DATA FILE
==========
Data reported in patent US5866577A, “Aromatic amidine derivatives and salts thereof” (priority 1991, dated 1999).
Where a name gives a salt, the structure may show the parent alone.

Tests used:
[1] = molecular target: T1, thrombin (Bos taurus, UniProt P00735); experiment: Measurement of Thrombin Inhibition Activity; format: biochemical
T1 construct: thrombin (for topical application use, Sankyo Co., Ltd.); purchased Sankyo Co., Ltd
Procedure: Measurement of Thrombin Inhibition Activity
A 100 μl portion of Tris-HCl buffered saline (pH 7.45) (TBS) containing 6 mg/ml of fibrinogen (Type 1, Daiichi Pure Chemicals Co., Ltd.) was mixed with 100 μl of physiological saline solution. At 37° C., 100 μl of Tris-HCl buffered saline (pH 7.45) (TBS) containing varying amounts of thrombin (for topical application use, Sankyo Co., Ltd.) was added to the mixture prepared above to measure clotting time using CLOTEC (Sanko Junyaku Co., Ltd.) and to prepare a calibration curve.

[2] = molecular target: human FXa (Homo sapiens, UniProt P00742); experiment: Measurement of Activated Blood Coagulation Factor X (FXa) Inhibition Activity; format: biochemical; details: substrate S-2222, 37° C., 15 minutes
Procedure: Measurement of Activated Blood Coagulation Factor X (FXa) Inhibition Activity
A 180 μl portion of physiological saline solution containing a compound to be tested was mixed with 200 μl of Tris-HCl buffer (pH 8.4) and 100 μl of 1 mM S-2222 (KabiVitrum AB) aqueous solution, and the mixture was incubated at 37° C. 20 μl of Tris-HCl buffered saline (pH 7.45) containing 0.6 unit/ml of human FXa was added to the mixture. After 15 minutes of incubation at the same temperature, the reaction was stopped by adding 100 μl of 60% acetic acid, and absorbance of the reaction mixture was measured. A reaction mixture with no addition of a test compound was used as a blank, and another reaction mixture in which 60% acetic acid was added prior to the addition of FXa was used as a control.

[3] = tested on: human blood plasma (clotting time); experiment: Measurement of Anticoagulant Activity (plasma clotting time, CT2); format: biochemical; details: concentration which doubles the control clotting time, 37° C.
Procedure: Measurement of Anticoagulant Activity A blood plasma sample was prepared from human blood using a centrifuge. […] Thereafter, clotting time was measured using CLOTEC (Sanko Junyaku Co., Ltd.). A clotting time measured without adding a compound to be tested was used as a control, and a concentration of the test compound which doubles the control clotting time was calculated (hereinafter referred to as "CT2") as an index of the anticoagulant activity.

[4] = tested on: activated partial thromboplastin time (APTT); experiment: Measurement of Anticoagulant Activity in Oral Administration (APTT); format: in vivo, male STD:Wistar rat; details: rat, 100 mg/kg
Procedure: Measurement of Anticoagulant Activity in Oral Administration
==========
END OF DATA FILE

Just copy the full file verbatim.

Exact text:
Data reported in patent US5866577A, “Aromatic amidine derivatives and salts thereof” (priority 1991, dated 1999).
Where a name gives a salt, the structure may show the parent alone.

Tests used:
[1] = molecular target: T1, thrombin (Bos taurus, UniProt P00735); experiment: Measurement of Thrombin Inhibition Activity; format: biochemical
T1 construct: thrombin (for topical application use, Sankyo Co., Ltd.); purchased Sankyo Co., Ltd
Procedure: Measurement of Thrombin Inhibition Activity
A 100 μl portion of Tris-HCl buffered saline (pH 7.45) (TBS) containing 6 mg/ml of fibrinogen (Type 1, Daiichi Pure Chemicals Co., Ltd.) was mixed with 100 μl of physiological saline solution. At 37° C., 100 μl of Tris-HCl buffered saline (pH 7.45) (TBS) containing varying amounts of thrombin (for topical application use, Sankyo Co., Ltd.) was added to the mixture prepared above to measure clotting time using CLOTEC (Sanko Junyaku Co., Ltd.) and to prepare a calibration curve.

[2] = molecular target: human FXa (Homo sapiens, UniProt P00742); experiment: Measurement of Activated Blood Coagulation Factor X (FXa) Inhibition Activity; format: biochemical; details: substrate S-2222, 37° C., 15 minutes
Procedure: Measurement of Activated Blood Coagulation Factor X (FXa) Inhibition Activity
A 180 μl portion of physiological saline solution containing a compound to be tested was mixed with 200 μl of Tris-HCl buffer (pH 8.4) and 100 μl of 1 mM S-2222 (KabiVitrum AB) aqueous solution, and the mixture was incubated at 37° C. 20 μl of Tris-HCl buffered saline (pH 7.45) containing 0.6 unit/ml of human FXa was added to the mixture. After 15 minutes of incubation at the same temperature, the reaction was stopped by adding 100 μl of 60% acetic acid, and absorbance of the reaction mixture was measured. A reaction mixture with no addition of a test compound was used as a blank, and another reaction mixture in which 60% acetic acid was added prior to the addition of FXa was used as a control.

[3] = tested on: human blood plasma (clotting time); experiment: Measurement of Anticoagulant Activity (plasma clotting time, CT2); format: biochemical; details: concentration which doubles the control clotting time, 37° C.
Procedure: Measurement of Anticoagulant Activity A blood plasma sample was prepared from human blood using a centrifuge. […] Thereafter, clotting time was measured using CLOTEC (Sanko Junyaku Co., Ltd.). A clotting time measured without adding a compound to be tested was used as a control, and a concentration of the test compound which doubles the control clotting time was calculated (hereinafter referred to as "CT2") as an index of the anticoagulant activity.

[4] = tested on: activated partial thromboplastin time (APTT); experiment: Measurement of Anticoagulant Activity in Oral Administration (APTT); format: in vivo, male STD:Wistar rat; details: rat, 100 mg/kg
Procedure: Measurement of Anticoagulant Activity in Oral Administration